Julia Roberts: The Class Act
She is a Woman of the Year because: “There are not a lot of people who can do everything she does, and be brilliant, and be gorgeous, and raise all those children. Formidable, my dear. Bravo.”
—Joanne Woodward, actress
November 1, 2010
by Susan Dominus
You have to admire that Julia Roberts arrives at an interview in the kind of standard-issue black pants that mothers rely on when they want to look presentable. Wearing the barest hint of makeup, she’s soon chatting about the challenge of running a house with three kids—six-year-old twins Hazel and Phinnaeus, and three-year-old Henry. “Trust me,” she confides, “some weeks are cleaner than other weeks.”
Not that she’s had much time lately to worry about the housecleaning. Her 2010 has been huge. She’s graced countless magazine covers and TV shows on behalf of her blockbuster Eat, Pray, Love; she produced a documentary on the power of motherhood that will air on Oprah’s OWN network in January; and she filmed her next sure-to-be hit, Larry Crowne, with pal Tom Hanks.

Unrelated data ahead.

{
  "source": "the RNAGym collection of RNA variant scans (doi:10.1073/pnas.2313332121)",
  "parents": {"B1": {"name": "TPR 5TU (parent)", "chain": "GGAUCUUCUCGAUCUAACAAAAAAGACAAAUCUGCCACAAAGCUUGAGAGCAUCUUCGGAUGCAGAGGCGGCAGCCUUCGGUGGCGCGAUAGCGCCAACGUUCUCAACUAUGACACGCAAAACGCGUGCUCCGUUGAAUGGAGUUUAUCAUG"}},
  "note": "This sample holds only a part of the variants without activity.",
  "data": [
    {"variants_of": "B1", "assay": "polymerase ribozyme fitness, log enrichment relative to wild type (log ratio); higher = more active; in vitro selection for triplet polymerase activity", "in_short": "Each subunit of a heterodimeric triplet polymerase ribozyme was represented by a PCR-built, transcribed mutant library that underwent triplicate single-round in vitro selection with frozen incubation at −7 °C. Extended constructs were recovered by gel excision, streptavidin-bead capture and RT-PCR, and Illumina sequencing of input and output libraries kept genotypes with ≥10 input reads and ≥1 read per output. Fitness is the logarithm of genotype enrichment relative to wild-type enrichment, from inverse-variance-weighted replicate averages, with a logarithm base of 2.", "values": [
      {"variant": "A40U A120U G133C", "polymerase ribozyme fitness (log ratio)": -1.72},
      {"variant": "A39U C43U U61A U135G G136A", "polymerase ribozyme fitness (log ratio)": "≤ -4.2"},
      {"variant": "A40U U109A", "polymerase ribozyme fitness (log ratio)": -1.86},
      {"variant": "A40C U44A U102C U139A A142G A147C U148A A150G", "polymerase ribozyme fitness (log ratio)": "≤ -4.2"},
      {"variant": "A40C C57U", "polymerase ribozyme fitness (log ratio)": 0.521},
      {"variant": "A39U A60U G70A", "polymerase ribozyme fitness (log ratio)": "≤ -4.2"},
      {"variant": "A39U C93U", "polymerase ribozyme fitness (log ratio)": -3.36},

Despite her successes, though, Roberts says, “It’s all about the home.” Turns out one of the world’s biggest female movie stars (collective box office: more than $2 billion) is an eco-sensitive earth mother who composts and drives a tractor at her New Mexico ranch. At 43, the Oscar winner chooses roles that allow her to spend quality time with her family—proof, as she’s said, that “becoming famous doesn’t make you crazy.” Once called the Hillary of Hollywood for her trailblazing—she was the first actress to get more than $20 million for a film—Roberts has used that money and clout for good. Since 1997 she’s supported Paul Newman’s Hole in the Wall Gang camp for children with grave illnesses. She also campaigns to fund research for Rett Syndrome (a neurodevelopmental disorder that can destroy kids’ ability to walk and speak) and serves on the board of Earth Biofuels, which promotes renewable energy.
But it’s Roberts’ unique, lit-from-within quality that’s made her everyone’s favorite screen icon. In the words of Eat, Pray, Love author Elizabeth Gilbert, “The only other job she could have would be professional fairy.” Well, she did once play Tinkerbell.